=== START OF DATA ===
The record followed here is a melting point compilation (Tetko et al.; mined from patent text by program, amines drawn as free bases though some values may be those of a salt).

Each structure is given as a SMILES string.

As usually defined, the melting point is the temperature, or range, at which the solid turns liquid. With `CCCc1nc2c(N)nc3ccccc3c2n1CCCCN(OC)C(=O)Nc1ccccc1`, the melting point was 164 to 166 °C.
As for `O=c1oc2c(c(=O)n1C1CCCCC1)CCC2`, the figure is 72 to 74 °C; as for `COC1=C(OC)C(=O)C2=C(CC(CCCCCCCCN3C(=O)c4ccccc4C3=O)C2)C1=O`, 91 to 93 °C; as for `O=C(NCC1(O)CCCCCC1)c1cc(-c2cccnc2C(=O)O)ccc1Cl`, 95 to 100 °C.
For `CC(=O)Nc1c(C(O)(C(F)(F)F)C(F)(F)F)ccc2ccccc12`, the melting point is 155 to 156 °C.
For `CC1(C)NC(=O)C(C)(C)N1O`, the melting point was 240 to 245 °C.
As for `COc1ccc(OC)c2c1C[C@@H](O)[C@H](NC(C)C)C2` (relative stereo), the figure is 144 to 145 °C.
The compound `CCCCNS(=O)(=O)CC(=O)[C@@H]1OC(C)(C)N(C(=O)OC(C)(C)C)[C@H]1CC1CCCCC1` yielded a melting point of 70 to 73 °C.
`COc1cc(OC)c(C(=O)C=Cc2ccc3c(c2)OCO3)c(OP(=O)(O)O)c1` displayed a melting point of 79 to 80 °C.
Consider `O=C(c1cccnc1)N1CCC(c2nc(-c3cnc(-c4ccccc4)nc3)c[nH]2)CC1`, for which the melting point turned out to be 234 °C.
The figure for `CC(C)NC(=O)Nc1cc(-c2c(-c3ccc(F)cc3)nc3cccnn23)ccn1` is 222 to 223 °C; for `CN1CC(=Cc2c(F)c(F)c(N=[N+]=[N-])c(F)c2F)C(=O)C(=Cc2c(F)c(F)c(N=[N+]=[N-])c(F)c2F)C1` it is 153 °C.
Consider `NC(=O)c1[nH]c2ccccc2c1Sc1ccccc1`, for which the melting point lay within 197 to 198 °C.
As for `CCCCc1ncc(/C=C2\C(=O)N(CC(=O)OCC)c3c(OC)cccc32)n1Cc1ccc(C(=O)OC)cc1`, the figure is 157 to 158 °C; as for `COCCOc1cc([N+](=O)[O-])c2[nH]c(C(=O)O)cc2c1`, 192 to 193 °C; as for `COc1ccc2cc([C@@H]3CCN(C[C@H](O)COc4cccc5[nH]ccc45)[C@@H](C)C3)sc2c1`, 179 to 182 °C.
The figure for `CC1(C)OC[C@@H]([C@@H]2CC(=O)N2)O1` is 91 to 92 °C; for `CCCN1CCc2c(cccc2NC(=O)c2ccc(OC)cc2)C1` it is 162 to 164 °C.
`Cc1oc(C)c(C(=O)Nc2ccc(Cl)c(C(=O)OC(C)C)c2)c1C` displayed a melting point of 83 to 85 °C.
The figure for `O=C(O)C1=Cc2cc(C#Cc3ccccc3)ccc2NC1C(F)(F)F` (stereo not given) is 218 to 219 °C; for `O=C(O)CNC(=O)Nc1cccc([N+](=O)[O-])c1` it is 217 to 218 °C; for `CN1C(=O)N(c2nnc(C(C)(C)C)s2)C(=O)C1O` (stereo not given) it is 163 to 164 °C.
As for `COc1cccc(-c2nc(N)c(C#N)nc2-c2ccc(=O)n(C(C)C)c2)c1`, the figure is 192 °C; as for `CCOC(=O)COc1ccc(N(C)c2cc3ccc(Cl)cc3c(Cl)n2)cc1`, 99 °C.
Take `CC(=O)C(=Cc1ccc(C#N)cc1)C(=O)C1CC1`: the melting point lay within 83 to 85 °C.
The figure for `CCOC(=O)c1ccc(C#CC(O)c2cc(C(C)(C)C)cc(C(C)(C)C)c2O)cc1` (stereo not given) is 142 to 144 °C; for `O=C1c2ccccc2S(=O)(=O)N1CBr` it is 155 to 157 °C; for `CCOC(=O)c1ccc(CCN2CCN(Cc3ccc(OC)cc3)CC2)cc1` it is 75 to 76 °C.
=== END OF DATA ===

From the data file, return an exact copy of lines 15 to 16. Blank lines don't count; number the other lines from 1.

`Cc1oc(C)c(C(=O)Nc2ccc(Cl)c(C(=O)OC(C)C)c2)c1C` displayed a melting point of 83 to 85 °C.
The figure for `O=C(O)C1=Cc2cc(C#Cc3ccccc3)ccc2NC1C(F)(F)F` (stereo not given) is 218 to 219 °C; for `O=C(O)CNC(=O)Nc1cccc([N+](=O)[O-])c1` it is 217 to 218 °C; for `CN1C(=O)N(c2nnc(C(C)(C)C)s2)C(=O)C1O` (stereo not given) it is 163 to 164 °C.